This is an interesting series of photos, contributed by Judi Krause, of a head-on collision between two tankers in Lake Maracaibo on July 11, 2005. They were taken by a crewmember on the bridge of one of the ships at the moment of impact.
 
According to the information that accompanied it, this collision caused the spilling of “an immense amount of Gasoil” into the Lake which went unreported in the local papers. Vessels in Puerto Miranda “...protested energetically about the immense amount of Gasoil in the waters by the docks and have even threatened to refuse to load ships...” because of it.
 
Incidents such as this, as well as the aging of the oil infrastructure (leaky underwater pipelines, etc.), have caused the Lake to become considerably more polluted over the years from what we once knew as there have been no wide-spread, concerted programs nor long-term efforts to reduce pollution levels of the Lake.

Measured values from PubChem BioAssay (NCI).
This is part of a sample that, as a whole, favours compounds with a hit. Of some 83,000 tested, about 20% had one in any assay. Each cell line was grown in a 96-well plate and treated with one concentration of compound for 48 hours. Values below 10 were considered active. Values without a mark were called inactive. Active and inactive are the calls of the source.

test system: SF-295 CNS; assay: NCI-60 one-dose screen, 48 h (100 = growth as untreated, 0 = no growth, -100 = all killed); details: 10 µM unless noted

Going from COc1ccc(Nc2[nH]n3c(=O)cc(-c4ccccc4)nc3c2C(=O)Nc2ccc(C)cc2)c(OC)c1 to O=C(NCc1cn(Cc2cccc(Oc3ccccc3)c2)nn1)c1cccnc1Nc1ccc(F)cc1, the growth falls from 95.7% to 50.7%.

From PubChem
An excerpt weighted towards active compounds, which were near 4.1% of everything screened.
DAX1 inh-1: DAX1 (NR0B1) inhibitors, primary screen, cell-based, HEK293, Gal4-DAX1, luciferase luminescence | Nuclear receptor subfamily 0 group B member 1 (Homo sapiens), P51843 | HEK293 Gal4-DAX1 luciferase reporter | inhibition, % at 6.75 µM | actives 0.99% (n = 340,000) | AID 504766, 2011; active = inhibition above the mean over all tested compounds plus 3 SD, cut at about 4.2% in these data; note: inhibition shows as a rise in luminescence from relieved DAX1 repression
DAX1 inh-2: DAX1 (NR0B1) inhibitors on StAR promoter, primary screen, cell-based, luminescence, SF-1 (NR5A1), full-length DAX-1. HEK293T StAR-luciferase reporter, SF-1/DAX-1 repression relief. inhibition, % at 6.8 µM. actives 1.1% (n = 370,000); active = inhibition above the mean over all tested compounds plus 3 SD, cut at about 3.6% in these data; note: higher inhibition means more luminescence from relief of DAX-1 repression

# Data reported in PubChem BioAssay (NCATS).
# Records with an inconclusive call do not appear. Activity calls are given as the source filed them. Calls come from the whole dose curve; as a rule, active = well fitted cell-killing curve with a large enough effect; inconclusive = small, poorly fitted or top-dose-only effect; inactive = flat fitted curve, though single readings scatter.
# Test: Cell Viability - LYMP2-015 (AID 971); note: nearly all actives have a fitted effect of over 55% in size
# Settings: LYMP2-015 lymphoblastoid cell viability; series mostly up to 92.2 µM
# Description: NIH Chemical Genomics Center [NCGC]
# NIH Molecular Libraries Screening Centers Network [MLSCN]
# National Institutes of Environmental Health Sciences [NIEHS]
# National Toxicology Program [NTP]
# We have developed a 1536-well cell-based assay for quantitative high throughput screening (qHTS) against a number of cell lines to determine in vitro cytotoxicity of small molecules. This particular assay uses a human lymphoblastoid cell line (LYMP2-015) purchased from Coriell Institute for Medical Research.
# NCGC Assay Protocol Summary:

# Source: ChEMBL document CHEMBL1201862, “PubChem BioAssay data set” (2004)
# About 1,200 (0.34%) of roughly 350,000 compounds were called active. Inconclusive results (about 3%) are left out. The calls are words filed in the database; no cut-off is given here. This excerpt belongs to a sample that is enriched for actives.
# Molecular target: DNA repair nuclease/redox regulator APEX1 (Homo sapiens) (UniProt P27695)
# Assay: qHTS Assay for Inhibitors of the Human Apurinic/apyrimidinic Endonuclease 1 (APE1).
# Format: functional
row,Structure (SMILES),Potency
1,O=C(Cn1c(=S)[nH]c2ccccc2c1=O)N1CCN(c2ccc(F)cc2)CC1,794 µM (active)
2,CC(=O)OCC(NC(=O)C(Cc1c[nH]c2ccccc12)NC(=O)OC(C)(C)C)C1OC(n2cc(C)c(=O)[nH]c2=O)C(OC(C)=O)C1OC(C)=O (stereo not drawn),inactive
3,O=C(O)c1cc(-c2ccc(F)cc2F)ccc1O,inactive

Previously, I had posted this image with the following text:

This is an image of a beautiful, vintage E. Evers GRACE LINE VENEZUELA poster showing a GRACE passenger liner sailing off the Venezuelan coast around La Guaira. The poster was originally 30 X 23 inches in size. Date of the poster is undetermined, but my guess is that it was produced sometime during the 1950's or early 1960's.

 
 

Soon after doing so, I received the following note & photo from Doug Becker:

I saw your GRACE LINE poster today. Only two GRACE LINE ships were of that size: the Santa Rosa and the Santa Paula (I'm pretty sure my memory is correct on the second of the two). These two ships could handle 200-250 passengers whereas the smaller ships, characterized by single stacks, carried only 50 passengers. Attached is a picture of the SS Santa Rosa taken in Willemstad, Curaçao, DWI, 29 June 1948. This is one of my Dad's old slides...

Thanks, Doug, for sharing with us a great photo of a grand old ship that will, I'm sure, bring back many fond memories for those who may have once sailed her.